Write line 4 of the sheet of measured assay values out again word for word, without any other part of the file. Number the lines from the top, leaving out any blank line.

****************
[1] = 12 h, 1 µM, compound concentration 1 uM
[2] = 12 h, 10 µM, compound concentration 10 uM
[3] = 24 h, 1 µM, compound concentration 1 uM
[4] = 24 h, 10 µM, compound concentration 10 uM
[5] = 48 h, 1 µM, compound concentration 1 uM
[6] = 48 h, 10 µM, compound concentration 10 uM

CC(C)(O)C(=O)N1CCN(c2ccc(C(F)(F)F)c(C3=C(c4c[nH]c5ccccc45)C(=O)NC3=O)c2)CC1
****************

[4] = 24 h, 10 µM, compound concentration 10 uM